Kate Faulkner’s FTB analyses highlights myths of Landlord effect on market

by Property118.com News Team

11:27 AM, 24th April 2017
About 2 years ago

Kate Faulkner’s FTB analyses highlights myths of Landlord effect on market

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Kate Faulkner’s FTB analyses highlights myths of Landlord effect on market

Kate Faulkner has released a summary of First Time Buyer (FTB) market data showing a rise in FTB activity, the bounce post credit crunch and the myths of media reported data.

To see Kate’s full First time buyer price report – April 2017 please Click Here

Kate comments on the data in her report that; “there is a vast difference between the actual data and the reports that are often released by PR companies to campaign and gain footage in the media.

“For example, two complete myths which can be exploded are, firstly, the falls in numbers of first time buyers. When you look at the English Housing Survey data, the biggest year so far in ‘recent first time buyers’ ie the numbers that have bought in the last three years, saw its biggest levels in 2013/14, 2003/4 were similar, but not as high. This is likely to be due to the ‘post recession’ bounce after 50% of first time buyers had rightly left the market during the credit crunch when property prices had fallen so much.”

Kate also shows that despite widespread hysteria for generation rent the average age of a FTB has only gone up from 31.4 in 2003/2004 to 32.4 in 2015/2016.

Click Here to download Kate’s report.



Comments

Dr Rosalind Beck

11:54 AM, 24th April 2017
About 2 years ago

This myth was repeated again just this morning on the news, with the 'expert' opinion of Sam Mitchell at Rightmove, that the 3% stamp duty levy had led to a slump in BTL which meant that FTBs could now get the 1 and 2 bed properties that previously 'investors' would have snapped up. In fact, as we see, the numbers of FTBs have been increasing for years, completely independently of the Government's war on landlords; in addition, independent researchers in the LSE found that in the main FTBs and landlords are interested in very different properties with little cross-over. I can vouch for that, anecdotally, as I have houses in poorer parts of the valleys where my tenants are likely to always rent and never own - just as my father never had a penny left by Sunday night (before picking up his dole on Monday morning). There are millions of people like this and they are not looking to own. These people are being forgotten and lost as the Government variously fetes potential owner-occupiers and large build to rent institutions who will not cater for the low-paid and/or those on benefits.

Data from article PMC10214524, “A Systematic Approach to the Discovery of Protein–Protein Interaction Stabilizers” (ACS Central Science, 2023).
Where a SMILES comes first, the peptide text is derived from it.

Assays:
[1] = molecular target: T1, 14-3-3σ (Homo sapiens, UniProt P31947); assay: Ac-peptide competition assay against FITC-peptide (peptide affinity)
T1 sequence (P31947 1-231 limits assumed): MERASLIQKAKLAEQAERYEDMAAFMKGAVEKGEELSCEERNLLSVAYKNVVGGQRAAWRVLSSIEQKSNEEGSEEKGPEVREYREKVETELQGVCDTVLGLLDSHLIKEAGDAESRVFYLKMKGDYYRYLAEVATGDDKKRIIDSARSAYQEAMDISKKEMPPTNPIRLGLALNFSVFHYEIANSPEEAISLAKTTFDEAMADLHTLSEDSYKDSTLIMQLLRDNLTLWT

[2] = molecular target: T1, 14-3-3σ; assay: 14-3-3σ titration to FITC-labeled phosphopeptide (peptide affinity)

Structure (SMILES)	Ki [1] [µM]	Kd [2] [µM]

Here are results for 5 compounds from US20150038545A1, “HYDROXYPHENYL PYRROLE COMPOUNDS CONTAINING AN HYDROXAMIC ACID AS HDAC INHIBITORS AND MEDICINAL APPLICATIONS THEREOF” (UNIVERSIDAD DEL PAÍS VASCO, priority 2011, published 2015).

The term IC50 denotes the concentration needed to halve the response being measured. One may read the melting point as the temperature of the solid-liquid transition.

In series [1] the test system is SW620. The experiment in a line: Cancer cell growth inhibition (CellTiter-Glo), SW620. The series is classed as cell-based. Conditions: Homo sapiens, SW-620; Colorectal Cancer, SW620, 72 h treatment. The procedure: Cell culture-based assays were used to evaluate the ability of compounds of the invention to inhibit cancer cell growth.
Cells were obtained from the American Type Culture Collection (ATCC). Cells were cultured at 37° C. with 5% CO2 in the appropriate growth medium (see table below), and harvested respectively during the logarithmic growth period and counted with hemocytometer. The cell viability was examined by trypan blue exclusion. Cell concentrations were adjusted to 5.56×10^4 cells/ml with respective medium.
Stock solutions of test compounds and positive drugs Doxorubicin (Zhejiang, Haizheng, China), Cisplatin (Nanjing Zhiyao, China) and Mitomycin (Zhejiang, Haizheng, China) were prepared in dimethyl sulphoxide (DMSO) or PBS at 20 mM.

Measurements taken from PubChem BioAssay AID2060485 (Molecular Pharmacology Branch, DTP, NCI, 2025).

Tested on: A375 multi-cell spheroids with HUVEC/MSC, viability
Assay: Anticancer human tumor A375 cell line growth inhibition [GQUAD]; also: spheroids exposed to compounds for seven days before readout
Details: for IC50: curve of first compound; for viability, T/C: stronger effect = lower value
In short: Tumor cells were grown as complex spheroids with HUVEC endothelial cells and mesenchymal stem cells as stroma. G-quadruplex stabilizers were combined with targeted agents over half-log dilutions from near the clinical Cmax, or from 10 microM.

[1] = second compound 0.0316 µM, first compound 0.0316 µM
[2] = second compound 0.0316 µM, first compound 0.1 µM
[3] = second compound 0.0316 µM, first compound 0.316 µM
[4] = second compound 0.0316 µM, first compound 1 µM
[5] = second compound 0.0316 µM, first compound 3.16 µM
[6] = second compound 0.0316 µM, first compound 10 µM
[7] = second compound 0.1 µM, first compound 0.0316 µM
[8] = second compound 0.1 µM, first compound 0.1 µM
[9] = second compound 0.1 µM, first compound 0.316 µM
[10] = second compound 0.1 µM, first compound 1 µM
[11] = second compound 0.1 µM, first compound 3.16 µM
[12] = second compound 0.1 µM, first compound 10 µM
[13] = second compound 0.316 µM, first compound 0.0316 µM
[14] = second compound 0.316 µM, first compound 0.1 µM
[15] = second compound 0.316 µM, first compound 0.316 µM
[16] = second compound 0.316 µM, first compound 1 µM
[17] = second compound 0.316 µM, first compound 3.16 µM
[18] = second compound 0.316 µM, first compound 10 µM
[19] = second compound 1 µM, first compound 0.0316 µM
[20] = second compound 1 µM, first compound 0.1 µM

Luk Udav

13:11 PM, 24th April 2017
About 2 years ago

My reading of Table 1.6 is that the number of FTBs has gone down a lot. But it depends when you start.

If we are going to be anecdotal, of the last block of a dozen 2-bed flats I sold, over half went to BTLs moving out of London or Hong Kong, the rest FTBs. Clear overlap and competition between them.. The 3% is a nuisance to the BTLs, but write it off over 5-10 years and it's negligible so not really a deterrent. What the 3% did is really hurt the business of buying poor quality houses, doing them up and selling them, thus helping regeneration (or gentrification if you want to spin in that way!). With VAT on the costs - none for new build of course as the builders pay the Tories - it makes the margins thinner. Less regeneration, more pressure on the Green Belt. Real joined up thinking - not.

Ms Faulkner is right in attacking lazy journalists and those with skin in the game. But doesn't she have the latter?


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